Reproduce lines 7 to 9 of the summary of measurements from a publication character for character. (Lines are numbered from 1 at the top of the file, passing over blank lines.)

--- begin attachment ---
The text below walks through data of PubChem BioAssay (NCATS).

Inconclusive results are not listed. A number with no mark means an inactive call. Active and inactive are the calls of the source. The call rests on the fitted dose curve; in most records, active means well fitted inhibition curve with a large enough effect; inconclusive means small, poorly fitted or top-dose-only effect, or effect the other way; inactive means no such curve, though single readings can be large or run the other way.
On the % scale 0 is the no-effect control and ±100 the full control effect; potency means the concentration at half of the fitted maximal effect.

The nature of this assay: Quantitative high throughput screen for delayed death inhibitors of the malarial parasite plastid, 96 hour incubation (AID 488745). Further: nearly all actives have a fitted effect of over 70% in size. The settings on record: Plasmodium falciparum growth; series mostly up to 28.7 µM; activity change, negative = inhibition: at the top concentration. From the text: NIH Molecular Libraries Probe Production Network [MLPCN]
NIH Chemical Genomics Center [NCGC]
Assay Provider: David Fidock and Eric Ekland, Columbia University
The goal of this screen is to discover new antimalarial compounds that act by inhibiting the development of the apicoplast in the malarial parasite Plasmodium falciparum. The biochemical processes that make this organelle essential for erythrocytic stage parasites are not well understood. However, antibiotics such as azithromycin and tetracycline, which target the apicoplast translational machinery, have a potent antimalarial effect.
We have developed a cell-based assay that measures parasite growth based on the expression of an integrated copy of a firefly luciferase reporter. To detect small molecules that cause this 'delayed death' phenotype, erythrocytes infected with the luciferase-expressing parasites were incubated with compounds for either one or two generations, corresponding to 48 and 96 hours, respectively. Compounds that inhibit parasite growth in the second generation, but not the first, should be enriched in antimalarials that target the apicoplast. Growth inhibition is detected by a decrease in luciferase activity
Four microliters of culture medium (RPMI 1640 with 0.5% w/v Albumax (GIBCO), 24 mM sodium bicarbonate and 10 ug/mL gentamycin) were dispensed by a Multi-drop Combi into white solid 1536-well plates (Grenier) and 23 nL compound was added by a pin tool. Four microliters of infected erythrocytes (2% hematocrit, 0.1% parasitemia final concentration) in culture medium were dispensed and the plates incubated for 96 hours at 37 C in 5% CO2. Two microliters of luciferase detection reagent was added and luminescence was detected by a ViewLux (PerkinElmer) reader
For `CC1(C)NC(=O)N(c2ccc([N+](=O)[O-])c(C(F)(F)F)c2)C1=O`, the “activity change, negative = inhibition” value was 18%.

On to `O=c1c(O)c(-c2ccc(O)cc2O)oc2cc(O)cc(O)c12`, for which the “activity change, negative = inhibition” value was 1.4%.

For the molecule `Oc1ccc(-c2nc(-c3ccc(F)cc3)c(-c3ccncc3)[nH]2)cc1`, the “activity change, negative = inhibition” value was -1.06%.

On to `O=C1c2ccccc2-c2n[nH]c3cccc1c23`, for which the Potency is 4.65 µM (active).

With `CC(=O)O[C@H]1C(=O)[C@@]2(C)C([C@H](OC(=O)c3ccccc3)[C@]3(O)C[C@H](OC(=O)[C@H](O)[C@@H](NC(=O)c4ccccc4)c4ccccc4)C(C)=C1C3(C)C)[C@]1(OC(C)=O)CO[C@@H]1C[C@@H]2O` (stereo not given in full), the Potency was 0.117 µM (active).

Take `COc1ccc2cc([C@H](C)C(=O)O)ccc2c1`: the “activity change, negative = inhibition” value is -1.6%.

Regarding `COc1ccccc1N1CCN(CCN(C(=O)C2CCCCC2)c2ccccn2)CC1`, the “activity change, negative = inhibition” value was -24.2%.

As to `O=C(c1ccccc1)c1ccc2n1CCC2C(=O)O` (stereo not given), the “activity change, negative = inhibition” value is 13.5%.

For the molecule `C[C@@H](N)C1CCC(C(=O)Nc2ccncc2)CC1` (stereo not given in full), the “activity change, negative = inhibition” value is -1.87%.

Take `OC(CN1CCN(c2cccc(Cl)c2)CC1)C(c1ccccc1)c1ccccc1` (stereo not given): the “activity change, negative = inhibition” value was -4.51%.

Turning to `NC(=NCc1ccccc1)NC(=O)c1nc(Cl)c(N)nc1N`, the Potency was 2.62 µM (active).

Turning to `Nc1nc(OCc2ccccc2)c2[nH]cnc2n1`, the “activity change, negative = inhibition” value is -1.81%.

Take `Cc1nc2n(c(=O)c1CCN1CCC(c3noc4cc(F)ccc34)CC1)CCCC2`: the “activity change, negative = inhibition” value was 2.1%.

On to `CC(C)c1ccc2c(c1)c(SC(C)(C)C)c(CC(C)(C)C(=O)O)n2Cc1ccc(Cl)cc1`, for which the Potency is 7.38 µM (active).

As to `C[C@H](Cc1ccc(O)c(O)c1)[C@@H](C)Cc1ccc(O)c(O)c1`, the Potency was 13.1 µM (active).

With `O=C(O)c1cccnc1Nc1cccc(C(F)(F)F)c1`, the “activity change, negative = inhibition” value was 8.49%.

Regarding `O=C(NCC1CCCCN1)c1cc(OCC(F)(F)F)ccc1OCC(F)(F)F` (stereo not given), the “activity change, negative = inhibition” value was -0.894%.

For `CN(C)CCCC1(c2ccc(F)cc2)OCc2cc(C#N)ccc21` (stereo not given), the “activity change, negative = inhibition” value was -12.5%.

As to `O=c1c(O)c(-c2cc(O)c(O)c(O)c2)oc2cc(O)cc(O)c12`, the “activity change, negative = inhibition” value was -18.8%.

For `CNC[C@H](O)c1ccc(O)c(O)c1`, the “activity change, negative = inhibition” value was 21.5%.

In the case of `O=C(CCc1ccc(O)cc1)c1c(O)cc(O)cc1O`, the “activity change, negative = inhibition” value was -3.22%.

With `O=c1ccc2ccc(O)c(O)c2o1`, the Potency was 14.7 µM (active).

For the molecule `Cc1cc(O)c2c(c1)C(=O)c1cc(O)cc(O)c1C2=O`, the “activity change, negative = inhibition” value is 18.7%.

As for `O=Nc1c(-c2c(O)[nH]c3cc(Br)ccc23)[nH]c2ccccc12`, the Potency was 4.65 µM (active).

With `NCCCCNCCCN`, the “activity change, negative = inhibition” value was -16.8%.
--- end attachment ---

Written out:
The goal of this screen is to discover new antimalarial compounds that act by inhibiting the development of the apicoplast in the malarial parasite Plasmodium falciparum. The biochemical processes that make this organelle essential for erythrocytic stage parasites are not well understood. However, antibiotics such as azithromycin and tetracycline, which target the apicoplast translational machinery, have a potent antimalarial effect.
We have developed a cell-based assay that measures parasite growth based on the expression of an integrated copy of a firefly luciferase reporter. To detect small molecules that cause this 'delayed death' phenotype, erythrocytes infected with the luciferase-expressing parasites were incubated with compounds for either one or two generations, corresponding to 48 and 96 hours, respectively. Compounds that inhibit parasite growth in the second generation, but not the first, should be enriched in antimalarials that target the apicoplast. Growth inhibition is detected by a decrease in luciferase activity
Four microliters of culture medium (RPMI 1640 with 0.5% w/v Albumax (GIBCO), 24 mM sodium bicarbonate and 10 ug/mL gentamycin) were dispensed by a Multi-drop Combi into white solid 1536-well plates (Grenier) and 23 nL compound was added by a pin tool. Four microliters of infected erythrocytes (2% hematocrit, 0.1% parasitemia final concentration) in culture medium were dispensed and the plates incubated for 96 hours at 37 C in 5% CO2. Two microliters of luciferase detection reagent was added and luminescence was detected by a ViewLux (PerkinElmer) reader